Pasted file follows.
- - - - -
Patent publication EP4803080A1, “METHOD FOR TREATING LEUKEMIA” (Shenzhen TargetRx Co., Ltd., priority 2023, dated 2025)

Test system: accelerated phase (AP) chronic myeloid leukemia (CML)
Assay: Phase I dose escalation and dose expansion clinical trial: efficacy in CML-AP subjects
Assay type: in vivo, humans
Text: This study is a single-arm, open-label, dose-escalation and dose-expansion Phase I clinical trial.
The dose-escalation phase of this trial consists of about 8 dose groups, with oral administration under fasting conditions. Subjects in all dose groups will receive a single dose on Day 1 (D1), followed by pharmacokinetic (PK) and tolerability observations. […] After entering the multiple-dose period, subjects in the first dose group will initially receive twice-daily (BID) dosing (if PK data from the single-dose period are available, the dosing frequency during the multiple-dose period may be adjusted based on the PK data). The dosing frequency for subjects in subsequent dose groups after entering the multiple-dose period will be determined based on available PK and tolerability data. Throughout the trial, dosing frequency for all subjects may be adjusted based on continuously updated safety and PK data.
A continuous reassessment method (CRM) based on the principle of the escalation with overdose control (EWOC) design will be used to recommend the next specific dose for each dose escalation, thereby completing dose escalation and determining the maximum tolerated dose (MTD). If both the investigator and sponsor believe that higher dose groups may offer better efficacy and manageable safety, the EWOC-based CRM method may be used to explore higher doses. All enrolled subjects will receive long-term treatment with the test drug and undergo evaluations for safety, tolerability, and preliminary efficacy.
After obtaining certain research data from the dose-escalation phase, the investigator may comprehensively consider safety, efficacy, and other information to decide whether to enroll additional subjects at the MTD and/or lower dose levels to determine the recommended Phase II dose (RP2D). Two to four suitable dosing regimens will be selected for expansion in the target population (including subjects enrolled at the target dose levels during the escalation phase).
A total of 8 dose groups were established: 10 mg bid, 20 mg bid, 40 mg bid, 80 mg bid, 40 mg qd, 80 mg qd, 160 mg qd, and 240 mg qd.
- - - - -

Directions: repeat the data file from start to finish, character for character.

Patent publication EP4803080A1, “METHOD FOR TREATING LEUKEMIA” (Shenzhen TargetRx Co., Ltd., priority 2023, dated 2025)

Test system: accelerated phase (AP) chronic myeloid leukemia (CML)
Assay: Phase I dose escalation and dose expansion clinical trial: efficacy in CML-AP subjects
Assay type: in vivo, humans
Text: This study is a single-arm, open-label, dose-escalation and dose-expansion Phase I clinical trial.
The dose-escalation phase of this trial consists of about 8 dose groups, with oral administration under fasting conditions. Subjects in all dose groups will receive a single dose on Day 1 (D1), followed by pharmacokinetic (PK) and tolerability observations. […] After entering the multiple-dose period, subjects in the first dose group will initially receive twice-daily (BID) dosing (if PK data from the single-dose period are available, the dosing frequency during the multiple-dose period may be adjusted based on the PK data). The dosing frequency for subjects in subsequent dose groups after entering the multiple-dose period will be determined based on available PK and tolerability data. Throughout the trial, dosing frequency for all subjects may be adjusted based on continuously updated safety and PK data.
A continuous reassessment method (CRM) based on the principle of the escalation with overdose control (EWOC) design will be used to recommend the next specific dose for each dose escalation, thereby completing dose escalation and determining the maximum tolerated dose (MTD). If both the investigator and sponsor believe that higher dose groups may offer better efficacy and manageable safety, the EWOC-based CRM method may be used to explore higher doses. All enrolled subjects will receive long-term treatment with the test drug and undergo evaluations for safety, tolerability, and preliminary efficacy.
After obtaining certain research data from the dose-escalation phase, the investigator may comprehensively consider safety, efficacy, and other information to decide whether to enroll additional subjects at the MTD and/or lower dose levels to determine the recommended Phase II dose (RP2D). Two to four suitable dosing regimens will be selected for expansion in the target population (including subjects enrolled at the target dose levels during the escalation phase).
A total of 8 dose groups were established: 10 mg bid, 20 mg bid, 40 mg bid, 80 mg bid, 40 mg qd, 80 mg qd, 160 mg qd, and 240 mg qd.